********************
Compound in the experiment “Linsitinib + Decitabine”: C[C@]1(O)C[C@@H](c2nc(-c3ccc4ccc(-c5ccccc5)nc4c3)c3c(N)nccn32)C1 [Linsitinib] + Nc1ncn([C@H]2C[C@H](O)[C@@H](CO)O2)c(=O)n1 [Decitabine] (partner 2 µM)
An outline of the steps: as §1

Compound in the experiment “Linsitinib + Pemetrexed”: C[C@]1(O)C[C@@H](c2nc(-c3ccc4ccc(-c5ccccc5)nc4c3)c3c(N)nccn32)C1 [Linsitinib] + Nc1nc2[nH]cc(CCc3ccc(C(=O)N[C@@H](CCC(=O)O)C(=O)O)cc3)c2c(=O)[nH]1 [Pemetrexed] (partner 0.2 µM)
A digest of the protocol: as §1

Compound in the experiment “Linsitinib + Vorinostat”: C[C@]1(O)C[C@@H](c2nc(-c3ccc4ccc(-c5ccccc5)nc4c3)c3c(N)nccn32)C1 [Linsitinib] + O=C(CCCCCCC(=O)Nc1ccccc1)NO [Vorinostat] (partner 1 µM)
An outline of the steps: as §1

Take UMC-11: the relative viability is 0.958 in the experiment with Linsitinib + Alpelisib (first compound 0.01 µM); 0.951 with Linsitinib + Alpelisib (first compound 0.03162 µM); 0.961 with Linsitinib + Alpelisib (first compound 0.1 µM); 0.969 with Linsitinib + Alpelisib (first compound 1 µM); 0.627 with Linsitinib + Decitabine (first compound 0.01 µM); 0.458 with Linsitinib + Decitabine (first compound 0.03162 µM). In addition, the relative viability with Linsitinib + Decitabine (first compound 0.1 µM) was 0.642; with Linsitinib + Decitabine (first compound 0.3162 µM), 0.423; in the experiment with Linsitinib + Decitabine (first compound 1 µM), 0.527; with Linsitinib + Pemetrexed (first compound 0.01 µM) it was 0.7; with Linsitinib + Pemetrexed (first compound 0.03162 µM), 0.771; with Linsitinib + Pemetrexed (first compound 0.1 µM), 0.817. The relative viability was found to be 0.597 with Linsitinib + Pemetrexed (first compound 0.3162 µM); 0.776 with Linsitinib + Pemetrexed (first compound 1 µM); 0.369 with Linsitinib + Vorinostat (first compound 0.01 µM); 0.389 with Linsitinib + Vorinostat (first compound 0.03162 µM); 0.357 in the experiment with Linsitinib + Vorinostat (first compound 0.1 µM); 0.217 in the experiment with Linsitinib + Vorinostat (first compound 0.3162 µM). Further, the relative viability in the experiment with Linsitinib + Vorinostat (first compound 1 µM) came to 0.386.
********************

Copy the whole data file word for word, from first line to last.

Compound in the experiment “Linsitinib + Decitabine”: C[C@]1(O)C[C@@H](c2nc(-c3ccc4ccc(-c5ccccc5)nc4c3)c3c(N)nccn32)C1 [Linsitinib] + Nc1ncn([C@H]2C[C@H](O)[C@@H](CO)O2)c(=O)n1 [Decitabine] (partner 2 µM)
An outline of the steps: as §1

Compound in the experiment “Linsitinib + Pemetrexed”: C[C@]1(O)C[C@@H](c2nc(-c3ccc4ccc(-c5ccccc5)nc4c3)c3c(N)nccn32)C1 [Linsitinib] + Nc1nc2[nH]cc(CCc3ccc(C(=O)N[C@@H](CCC(=O)O)C(=O)O)cc3)c2c(=O)[nH]1 [Pemetrexed] (partner 0.2 µM)
A digest of the protocol: as §1

Compound in the experiment “Linsitinib + Vorinostat”: C[C@]1(O)C[C@@H](c2nc(-c3ccc4ccc(-c5ccccc5)nc4c3)c3c(N)nccn32)C1 [Linsitinib] + O=C(CCCCCCC(=O)Nc1ccccc1)NO [Vorinostat] (partner 1 µM)
An outline of the steps: as §1

Take UMC-11: the relative viability is 0.958 in the experiment with Linsitinib + Alpelisib (first compound 0.01 µM); 0.951 with Linsitinib + Alpelisib (first compound 0.03162 µM); 0.961 with Linsitinib + Alpelisib (first compound 0.1 µM); 0.969 with Linsitinib + Alpelisib (first compound 1 µM); 0.627 with Linsitinib + Decitabine (first compound 0.01 µM); 0.458 with Linsitinib + Decitabine (first compound 0.03162 µM). In addition, the relative viability with Linsitinib + Decitabine (first compound 0.1 µM) was 0.642; with Linsitinib + Decitabine (first compound 0.3162 µM), 0.423; in the experiment with Linsitinib + Decitabine (first compound 1 µM), 0.527; with Linsitinib + Pemetrexed (first compound 0.01 µM) it was 0.7; with Linsitinib + Pemetrexed (first compound 0.03162 µM), 0.771; with Linsitinib + Pemetrexed (first compound 0.1 µM), 0.817. The relative viability was found to be 0.597 with Linsitinib + Pemetrexed (first compound 0.3162 µM); 0.776 with Linsitinib + Pemetrexed (first compound 1 µM); 0.369 with Linsitinib + Vorinostat (first compound 0.01 µM); 0.389 with Linsitinib + Vorinostat (first compound 0.03162 µM); 0.357 in the experiment with Linsitinib + Vorinostat (first compound 0.1 µM); 0.217 in the experiment with Linsitinib + Vorinostat (first compound 0.3162 µM). Further, the relative viability in the experiment with Linsitinib + Vorinostat (first compound 1 µM) came to 0.386.